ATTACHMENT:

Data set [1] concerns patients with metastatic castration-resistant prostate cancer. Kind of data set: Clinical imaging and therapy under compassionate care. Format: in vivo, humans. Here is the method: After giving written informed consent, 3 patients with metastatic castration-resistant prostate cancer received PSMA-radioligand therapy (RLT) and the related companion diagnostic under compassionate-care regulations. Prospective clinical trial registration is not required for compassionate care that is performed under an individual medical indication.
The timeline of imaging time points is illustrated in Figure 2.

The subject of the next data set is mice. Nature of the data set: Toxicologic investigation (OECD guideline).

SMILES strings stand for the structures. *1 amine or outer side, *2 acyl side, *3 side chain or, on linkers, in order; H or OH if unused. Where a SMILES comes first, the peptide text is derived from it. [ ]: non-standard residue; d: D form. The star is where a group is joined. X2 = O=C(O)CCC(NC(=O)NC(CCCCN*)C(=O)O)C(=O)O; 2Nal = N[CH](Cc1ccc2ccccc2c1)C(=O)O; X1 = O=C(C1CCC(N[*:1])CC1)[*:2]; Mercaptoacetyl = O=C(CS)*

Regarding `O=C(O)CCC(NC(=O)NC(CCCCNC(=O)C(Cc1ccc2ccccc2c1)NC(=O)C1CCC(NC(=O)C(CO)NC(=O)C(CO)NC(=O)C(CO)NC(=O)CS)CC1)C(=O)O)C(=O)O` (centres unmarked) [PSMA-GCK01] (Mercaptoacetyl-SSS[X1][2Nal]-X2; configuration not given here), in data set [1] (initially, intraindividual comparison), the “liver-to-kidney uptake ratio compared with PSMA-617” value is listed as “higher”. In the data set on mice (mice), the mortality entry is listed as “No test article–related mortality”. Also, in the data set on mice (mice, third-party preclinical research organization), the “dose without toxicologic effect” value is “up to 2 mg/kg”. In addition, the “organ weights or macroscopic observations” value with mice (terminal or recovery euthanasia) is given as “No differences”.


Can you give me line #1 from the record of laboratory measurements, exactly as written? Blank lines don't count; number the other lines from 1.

Data set [1] concerns patients with metastatic castration-resistant prostate cancer. Kind of data set: Clinical imaging and therapy under compassionate care. Format: in vivo, humans. Here is the method: After giving written informed consent, 3 patients with metastatic castration-resistant prostate cancer received PSMA-radioligand therapy (RLT) and the related companion diagnostic under compassionate-care regulations. Prospective clinical trial registration is not required for compassionate care that is performed under an individual medical indication.